Poll: Sanders Leading Clinton 44 to 37 Percent in New Hampshire | Off Message

Poll: Sanders Leading Clinton 44 to 37 Percent in New Hampshire

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Sen. Bernie Sanders campaigning in New Hampshire in May - FILE: MORIAH HOUNSELL
  • File: Moriah Hounsell
  • Sen. Bernie Sanders campaigning in New Hampshire in May
For the first time since he entered the presidential race, Sen. Bernie Sanders (I-Vt.) is besting former secretary of state Hillary Clinton in an early-state poll.

A survey conducted by Franklin Pierce University and the Boston Herald shows Sanders leading Clinton 44 percent to 37 percent among Democrats likely to vote in the New Hampshire primary. Vice President Joe Biden, who has not entered the race, drew 9 percent in the poll, which was conducted over the weekend and released Wednesday. Its margin of error was plus or minus 4.7 percent.

"It just shows you that the more people know Bernie Sanders, the more they like him," says Sanders spokesman Michael Briggs.

Indeed, the percentage of Granite Staters with a favorable opinion of Sanders has grown by 20 points since Franklin Pierce last polled the state in March. Now, 76 percent view him favorably, compared with 80 percent who view Clinton favorably.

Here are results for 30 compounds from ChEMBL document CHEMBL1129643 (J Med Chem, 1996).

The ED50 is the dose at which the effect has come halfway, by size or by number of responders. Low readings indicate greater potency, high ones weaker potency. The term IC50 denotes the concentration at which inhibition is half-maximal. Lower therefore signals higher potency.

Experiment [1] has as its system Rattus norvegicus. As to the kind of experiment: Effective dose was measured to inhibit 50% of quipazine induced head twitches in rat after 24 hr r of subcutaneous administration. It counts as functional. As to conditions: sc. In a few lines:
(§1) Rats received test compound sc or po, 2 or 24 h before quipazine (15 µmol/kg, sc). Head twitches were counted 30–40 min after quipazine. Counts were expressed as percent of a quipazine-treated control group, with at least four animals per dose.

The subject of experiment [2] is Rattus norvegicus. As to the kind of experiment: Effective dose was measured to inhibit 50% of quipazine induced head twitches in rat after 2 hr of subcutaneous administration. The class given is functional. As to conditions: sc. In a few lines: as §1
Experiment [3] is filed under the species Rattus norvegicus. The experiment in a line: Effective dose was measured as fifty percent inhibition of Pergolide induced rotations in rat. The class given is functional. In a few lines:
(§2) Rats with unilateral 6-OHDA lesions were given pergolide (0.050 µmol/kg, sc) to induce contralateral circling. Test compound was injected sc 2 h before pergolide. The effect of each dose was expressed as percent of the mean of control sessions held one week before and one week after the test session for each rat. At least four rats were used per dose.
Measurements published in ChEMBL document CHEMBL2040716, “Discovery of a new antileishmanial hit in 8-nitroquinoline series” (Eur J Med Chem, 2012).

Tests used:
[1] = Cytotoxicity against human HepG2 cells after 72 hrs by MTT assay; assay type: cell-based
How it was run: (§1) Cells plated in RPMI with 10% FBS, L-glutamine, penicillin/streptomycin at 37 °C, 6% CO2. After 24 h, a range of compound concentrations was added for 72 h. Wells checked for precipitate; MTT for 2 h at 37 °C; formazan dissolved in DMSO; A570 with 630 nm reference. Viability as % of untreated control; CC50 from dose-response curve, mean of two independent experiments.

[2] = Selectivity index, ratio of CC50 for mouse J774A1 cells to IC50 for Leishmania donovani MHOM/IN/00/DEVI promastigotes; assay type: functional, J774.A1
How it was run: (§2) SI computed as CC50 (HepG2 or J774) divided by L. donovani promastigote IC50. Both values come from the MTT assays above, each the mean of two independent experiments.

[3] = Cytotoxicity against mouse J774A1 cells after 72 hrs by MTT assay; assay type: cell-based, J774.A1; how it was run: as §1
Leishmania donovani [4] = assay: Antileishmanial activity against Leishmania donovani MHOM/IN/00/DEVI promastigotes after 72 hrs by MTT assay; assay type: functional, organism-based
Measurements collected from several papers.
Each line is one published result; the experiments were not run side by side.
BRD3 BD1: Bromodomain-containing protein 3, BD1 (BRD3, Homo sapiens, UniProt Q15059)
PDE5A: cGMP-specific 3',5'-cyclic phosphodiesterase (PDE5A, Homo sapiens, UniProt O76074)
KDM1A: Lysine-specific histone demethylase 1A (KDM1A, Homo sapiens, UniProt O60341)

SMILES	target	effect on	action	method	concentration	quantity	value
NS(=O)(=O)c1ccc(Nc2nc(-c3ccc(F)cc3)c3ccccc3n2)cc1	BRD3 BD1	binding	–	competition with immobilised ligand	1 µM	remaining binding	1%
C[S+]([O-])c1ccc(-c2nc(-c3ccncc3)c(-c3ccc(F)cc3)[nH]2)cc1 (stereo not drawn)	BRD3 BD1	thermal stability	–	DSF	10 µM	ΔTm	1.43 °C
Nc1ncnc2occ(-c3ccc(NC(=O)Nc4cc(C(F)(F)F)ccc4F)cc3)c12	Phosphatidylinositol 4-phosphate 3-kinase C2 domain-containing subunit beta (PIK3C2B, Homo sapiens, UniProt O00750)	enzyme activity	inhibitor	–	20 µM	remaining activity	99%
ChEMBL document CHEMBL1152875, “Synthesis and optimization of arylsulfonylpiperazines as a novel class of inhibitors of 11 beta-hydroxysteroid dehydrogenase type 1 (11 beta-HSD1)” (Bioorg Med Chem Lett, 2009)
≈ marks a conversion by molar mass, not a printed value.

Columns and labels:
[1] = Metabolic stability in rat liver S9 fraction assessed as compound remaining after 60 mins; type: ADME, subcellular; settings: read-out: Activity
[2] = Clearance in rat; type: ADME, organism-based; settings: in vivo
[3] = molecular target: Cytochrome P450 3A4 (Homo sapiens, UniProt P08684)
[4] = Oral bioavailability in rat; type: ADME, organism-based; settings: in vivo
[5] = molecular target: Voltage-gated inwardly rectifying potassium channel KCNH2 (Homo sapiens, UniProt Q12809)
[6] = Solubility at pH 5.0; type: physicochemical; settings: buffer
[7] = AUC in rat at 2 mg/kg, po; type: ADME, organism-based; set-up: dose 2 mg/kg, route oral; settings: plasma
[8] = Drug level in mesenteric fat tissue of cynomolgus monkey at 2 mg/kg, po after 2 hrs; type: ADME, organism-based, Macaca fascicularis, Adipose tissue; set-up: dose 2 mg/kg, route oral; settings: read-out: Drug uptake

The intensity of Sanders' support appears to be significantly greater than Clinton's. The poll found that 54 percent of the state's Democratic voters view him "very favorably," while only 36 percent feel the same about his chief rival. Similarly, while 44 percent said they were "excited" by his candidacy, only 35 percent said so about Clinton.

Still, New Hampshire Democrats aren't convinced Sanders will prevail. Nearly two-thirds of those polled said they thought Clinton would win the Democratic nomination, while only 11 percent thought Sanders would.

Some analysts also remain unconvinced. A day before Franklin Pierce released its poll, FiveThirtyEight's Harry Enten argued that Sanders' rapid rise was stalling out.

"No longer is Sanders surging," Enten wrote. "He has surged. From now on, picking up additional support will be more of a slog."

Not so much, says Briggs. Citing Sanders' growing volunteer lists and massive rallies, he argues that his boss' message will continue to spread.

"People have been underestimating Bernie Sanders for a long time," Briggs says.

Read the full poll results here.


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